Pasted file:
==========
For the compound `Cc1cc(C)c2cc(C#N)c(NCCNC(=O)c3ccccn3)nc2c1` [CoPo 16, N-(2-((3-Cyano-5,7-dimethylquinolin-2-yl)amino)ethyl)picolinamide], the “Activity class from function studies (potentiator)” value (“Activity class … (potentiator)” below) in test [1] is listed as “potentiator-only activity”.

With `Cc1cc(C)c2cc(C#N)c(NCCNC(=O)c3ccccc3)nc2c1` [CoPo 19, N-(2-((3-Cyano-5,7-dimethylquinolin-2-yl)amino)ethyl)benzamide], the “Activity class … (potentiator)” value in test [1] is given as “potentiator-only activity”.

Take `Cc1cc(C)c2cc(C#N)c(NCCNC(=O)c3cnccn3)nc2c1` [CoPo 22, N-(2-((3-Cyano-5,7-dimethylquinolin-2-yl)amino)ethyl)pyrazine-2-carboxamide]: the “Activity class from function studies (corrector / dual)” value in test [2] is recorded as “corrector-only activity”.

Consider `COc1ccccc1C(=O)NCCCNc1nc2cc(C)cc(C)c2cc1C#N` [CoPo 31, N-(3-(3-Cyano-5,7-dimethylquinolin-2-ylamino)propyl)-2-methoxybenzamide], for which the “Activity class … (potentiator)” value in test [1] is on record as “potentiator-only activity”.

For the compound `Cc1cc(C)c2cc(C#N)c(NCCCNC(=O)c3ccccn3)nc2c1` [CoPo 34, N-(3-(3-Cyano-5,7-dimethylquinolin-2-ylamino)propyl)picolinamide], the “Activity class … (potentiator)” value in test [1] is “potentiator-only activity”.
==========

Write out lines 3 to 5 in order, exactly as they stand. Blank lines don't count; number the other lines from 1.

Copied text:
Take `Cc1cc(C)c2cc(C#N)c(NCCNC(=O)c3cnccn3)nc2c1` [CoPo 22, N-(2-((3-Cyano-5,7-dimethylquinolin-2-yl)amino)ethyl)pyrazine-2-carboxamide]: the “Activity class from function studies (corrector / dual)” value in test [2] is recorded as “corrector-only activity”.

Consider `COc1ccccc1C(=O)NCCCNc1nc2cc(C)cc(C)c2cc1C#N` [CoPo 31, N-(3-(3-Cyano-5,7-dimethylquinolin-2-ylamino)propyl)-2-methoxybenzamide], for which the “Activity class … (potentiator)” value in test [1] is on record as “potentiator-only activity”.

For the compound `Cc1cc(C)c2cc(C#N)c(NCCCNC(=O)c3ccccn3)nc2c1` [CoPo 34, N-(3-(3-Cyano-5,7-dimethylquinolin-2-ylamino)propyl)picolinamide], the “Activity class … (potentiator)” value in test [1] is “potentiator-only activity”.